Rudy Giuliani's Vulnerabilities

Secret study cited 'weirdness factor' among candidate weaknesses

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Rudy Giuliani's Vulnerabilities

FEBRUARY 12--As he campaigns for the Republican presidential nomination, Rudolph Giuliani will have to contend with political and personal baggage unknown to prospective supporters whose knowledge of the former New York mayor is limited to his post-September 11 exploits.

So, in a bid to educate the electorate, we're offering excerpts from a remarkable "vulnerability study" that was commissioned by Giuliani's campaign prior to his successful 1993 City Hall run. The confidential 450-page report, authored by Giuliani's research director and another aide, was the campaign's attempt to identify possible lines of attack against Giuliani and prepare the candidate and his staff to counter "the kinds of no-holes-barred assault" expected in a general election rematch with Democratic incumbent David Dinkins.

As he tried to win election in an overwhelmingly Democratic city, Giuliani needed "inoculating against" the "Reagan Republican moniker," the vulnerability study reported. "The Giuliani campaign should emphasize its candidate's independence from traditional national Republican policies." The final six words of that sentence are underlined in the study.

Additionally, the Giuliani report noted that the candidate needed to make it clear to voters that he was "pretty good on most issues of concern to gay and lesbian New Yorkers" and was pro-choice and supported public funding for abortion. "He will continue city funding for abortions at city hospitals. Nothing more, nothing less." Giuliani's stance on these issues, of course, may leave him vulnerable today with an entirely different electorate.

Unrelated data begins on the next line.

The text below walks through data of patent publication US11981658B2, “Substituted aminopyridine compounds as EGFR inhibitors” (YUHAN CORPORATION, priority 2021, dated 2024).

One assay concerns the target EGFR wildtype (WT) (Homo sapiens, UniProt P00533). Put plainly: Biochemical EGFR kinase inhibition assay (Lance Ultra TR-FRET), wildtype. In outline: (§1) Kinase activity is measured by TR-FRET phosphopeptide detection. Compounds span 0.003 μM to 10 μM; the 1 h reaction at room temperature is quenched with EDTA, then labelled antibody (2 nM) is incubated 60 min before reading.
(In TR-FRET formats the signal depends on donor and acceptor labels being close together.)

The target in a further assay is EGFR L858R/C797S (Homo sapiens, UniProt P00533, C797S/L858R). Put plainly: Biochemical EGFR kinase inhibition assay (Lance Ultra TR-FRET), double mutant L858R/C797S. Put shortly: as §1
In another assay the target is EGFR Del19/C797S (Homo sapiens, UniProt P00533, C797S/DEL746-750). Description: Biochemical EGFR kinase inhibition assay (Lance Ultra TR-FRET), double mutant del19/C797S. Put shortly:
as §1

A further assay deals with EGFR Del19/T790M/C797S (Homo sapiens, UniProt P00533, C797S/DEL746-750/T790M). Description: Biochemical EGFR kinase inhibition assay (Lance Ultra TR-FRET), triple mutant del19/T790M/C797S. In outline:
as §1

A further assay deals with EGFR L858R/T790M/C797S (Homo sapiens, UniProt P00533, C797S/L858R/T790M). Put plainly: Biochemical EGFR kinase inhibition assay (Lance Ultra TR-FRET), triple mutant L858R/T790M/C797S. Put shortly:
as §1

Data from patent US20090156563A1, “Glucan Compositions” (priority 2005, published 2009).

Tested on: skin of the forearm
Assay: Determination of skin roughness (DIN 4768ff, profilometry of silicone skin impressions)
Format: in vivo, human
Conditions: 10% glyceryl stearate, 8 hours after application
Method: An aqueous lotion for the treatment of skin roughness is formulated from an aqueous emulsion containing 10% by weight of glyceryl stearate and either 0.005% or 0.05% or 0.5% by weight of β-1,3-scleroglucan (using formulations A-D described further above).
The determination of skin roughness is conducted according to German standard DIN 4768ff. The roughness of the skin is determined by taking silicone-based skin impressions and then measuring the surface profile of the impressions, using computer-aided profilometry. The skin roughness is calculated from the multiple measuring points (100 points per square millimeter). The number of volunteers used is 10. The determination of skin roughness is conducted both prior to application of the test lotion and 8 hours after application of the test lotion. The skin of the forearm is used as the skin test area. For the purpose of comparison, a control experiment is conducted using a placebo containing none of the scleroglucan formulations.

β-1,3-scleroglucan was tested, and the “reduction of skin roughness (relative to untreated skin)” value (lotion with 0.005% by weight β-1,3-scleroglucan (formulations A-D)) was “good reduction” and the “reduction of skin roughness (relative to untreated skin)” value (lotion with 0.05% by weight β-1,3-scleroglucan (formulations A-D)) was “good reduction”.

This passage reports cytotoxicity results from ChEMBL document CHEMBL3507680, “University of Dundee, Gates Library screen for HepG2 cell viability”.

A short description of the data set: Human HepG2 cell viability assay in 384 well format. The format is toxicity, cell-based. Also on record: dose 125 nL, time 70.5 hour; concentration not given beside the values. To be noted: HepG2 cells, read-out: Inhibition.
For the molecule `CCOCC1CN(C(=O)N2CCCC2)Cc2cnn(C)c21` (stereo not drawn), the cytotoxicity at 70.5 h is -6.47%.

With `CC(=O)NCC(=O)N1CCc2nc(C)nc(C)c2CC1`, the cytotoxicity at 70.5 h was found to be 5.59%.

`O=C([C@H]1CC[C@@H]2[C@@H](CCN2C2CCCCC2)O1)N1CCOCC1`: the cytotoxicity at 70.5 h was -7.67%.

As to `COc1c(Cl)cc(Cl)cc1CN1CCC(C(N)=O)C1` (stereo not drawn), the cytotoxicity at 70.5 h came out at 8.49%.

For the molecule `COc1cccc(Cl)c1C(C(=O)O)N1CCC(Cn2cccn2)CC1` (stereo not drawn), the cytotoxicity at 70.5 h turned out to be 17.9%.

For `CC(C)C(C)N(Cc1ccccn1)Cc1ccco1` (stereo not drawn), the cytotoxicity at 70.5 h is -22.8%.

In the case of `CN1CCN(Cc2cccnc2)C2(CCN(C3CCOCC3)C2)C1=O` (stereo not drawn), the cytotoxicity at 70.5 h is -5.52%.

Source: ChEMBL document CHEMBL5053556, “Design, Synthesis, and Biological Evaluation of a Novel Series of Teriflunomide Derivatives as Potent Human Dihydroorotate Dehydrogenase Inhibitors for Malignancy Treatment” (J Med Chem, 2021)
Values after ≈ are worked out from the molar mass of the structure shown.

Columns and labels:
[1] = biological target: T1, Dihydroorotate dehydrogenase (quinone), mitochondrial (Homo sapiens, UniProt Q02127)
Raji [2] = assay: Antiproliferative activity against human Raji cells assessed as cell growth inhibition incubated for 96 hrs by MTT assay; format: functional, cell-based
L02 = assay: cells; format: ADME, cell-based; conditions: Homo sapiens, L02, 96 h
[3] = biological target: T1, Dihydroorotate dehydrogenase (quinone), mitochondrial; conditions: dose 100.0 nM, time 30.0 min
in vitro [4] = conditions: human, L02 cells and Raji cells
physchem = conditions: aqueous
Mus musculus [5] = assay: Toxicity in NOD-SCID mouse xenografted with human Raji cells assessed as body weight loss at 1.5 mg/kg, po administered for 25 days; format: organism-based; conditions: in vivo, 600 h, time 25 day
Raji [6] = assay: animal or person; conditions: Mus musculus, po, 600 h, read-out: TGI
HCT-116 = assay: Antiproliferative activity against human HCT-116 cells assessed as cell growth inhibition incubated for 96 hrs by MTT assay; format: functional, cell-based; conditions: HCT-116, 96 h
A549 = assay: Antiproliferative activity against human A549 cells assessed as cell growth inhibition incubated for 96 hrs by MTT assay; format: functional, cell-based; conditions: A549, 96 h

The campaign study was obtained by The Village Voice's Wayne Barrett in the course of preparing "Rudy!," an investigative biography of Giuliani.

In its preface, the study notes that it is "tough and hard-hitting. It pulls no punches." Perhaps that is why Giuliani, as Barrett reported, ordered copies of the vulnerability study destroyed shortly after it was circulated to top campaign aides. He surely could not have been pleased to read that his "personal life raises questions about a 'weirdness factor.'"

That weirdness, aides reported, stemmed from Giuliani's 14-year marriage to his second cousin, a union that he got annulled by claiming to have never received proper dispensation from the Catholic Church for the unorthodox nuptials. "When asked about his personal life, Giuliani gives a wide array of conflicting answers," the campaign report stated. "All of this brings the soundness of his judgement into question--and the veracity of his answers."

The internal study also addresses prospective charges that Giuliani dodged the Vietnam draft and was a "man without convictions" because of his transformation from George McGovern voter to a Reagan-era Justice Department appointee. "In many ways Rudy Giuliani is a political contradiction...He doesn't really fit with the Republicans. Too liberal. Giuliani has troubles with the Democrats, too."

On the following pages, you'll find the vulnerability report's cover and preface and sections on Reagan Republicanism, women and abortion, Giuliani's first marriage and divorce, draft dodging, gay issues, racial polarization, and his party registration 'flip-flop.' (27 pages)